In some embodiments, operations may include sending, from a central manager to one or more target machines, an access request associated with one or more applications selected from a plurality of applications on the target machine, the access request identifying the target machine, the applications, and access customization code corresponding to the applications; and sending the access customization code and scripts corresponding to the applications from a central repository to the target machine when the customization code is not resident on the target machine. Additional embodiments are described, and along with the foregoing examples, will be set forth in detail below.

BRIEF DESCRIPTION OF THE DRAWINGS

FIG. 1 is a flow diagram illustrating methods of network-based application control according to various embodiments of the invention.

FIG. 2 is another flow diagram illustrating methods of network-based application control according to various embodiments of the invention.

FIG. 3 is a block diagram of apparatus and systems according to various embodiments of the invention.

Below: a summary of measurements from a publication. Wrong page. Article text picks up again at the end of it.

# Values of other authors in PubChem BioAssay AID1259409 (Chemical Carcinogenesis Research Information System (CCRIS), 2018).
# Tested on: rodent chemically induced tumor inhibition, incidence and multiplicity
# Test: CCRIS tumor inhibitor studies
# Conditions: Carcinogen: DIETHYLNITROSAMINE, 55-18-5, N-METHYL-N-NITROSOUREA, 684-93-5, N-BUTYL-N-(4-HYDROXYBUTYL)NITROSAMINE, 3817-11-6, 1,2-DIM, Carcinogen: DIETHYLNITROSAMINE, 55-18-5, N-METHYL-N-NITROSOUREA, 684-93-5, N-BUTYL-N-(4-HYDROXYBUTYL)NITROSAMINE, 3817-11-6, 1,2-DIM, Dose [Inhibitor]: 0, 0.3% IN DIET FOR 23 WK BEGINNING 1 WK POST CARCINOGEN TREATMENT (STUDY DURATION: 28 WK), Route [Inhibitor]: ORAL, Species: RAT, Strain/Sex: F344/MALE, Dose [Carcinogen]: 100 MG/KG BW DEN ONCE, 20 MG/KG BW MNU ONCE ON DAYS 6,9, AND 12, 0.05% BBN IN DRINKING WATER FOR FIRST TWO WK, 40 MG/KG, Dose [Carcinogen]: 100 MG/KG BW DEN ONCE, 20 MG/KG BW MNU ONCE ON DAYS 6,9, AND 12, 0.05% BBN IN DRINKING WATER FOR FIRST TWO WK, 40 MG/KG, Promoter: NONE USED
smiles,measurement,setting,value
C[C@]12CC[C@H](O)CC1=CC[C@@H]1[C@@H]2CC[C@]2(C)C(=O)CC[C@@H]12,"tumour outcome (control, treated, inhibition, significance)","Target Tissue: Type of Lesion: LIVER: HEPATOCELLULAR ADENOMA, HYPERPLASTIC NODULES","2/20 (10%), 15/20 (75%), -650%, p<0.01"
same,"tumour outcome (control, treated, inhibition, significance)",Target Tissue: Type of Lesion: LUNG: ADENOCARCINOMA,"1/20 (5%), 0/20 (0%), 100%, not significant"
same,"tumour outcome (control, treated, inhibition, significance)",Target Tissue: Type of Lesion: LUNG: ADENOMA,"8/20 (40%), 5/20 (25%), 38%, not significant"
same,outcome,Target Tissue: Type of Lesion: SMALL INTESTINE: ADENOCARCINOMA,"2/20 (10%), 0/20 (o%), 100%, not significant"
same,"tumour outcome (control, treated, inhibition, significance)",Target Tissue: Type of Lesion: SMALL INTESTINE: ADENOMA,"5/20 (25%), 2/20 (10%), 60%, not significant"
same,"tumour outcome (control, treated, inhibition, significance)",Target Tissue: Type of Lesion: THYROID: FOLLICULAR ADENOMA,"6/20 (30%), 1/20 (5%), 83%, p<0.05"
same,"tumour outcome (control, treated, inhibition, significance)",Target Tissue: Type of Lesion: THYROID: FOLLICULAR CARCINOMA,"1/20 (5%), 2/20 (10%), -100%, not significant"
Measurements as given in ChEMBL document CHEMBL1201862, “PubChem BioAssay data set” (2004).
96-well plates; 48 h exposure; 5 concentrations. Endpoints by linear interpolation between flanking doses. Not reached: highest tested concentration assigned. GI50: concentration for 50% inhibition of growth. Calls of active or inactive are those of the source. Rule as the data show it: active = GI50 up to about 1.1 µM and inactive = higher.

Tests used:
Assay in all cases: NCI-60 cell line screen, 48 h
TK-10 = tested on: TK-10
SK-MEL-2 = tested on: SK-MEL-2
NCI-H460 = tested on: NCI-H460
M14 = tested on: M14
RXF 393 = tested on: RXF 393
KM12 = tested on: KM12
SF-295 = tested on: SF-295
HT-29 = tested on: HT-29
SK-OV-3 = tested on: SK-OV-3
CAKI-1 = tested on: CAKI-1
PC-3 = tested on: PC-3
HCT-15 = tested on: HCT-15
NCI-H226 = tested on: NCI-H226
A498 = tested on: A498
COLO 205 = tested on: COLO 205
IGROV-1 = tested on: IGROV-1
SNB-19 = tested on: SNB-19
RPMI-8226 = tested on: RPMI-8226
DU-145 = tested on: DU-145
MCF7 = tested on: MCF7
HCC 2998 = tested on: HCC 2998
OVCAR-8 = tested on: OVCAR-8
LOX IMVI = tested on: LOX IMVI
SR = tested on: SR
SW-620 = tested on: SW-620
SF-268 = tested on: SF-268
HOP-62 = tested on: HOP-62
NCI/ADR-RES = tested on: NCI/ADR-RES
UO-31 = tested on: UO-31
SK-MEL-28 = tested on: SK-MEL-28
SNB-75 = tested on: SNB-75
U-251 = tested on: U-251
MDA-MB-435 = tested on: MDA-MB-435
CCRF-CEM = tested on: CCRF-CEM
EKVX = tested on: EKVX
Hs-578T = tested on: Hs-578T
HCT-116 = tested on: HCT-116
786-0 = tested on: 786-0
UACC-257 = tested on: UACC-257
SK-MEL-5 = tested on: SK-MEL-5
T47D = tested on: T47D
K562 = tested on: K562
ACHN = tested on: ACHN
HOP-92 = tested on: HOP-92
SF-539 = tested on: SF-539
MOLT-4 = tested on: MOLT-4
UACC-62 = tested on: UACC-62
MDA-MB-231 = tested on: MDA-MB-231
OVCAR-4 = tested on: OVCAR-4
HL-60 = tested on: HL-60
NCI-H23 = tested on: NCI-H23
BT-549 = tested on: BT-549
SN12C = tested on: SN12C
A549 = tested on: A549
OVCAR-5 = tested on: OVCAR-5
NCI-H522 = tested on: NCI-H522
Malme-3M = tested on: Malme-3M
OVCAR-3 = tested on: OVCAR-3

FIG. 4 is a block diagram of an article of manufacture, including a specific machine, according to various embodiments of the invention.

DETAILED DESCRIPTION

As an example of the difficulties described in the Background section, one may consider the popular Linux® operating system (OS). GNOME (GNU Network Object Model Environment) is a widely used Linux® desktop environment that can be built on top of the GTK (i.e., the Linux® general image manipulation program (GIMP) toolkit) framework. Since there is no standard available to remotely control or enable GNOME GUI (graphical user interface) applications for SSO operation, such activities are normally not undertaken unless the applications are rewritten to accommodate them.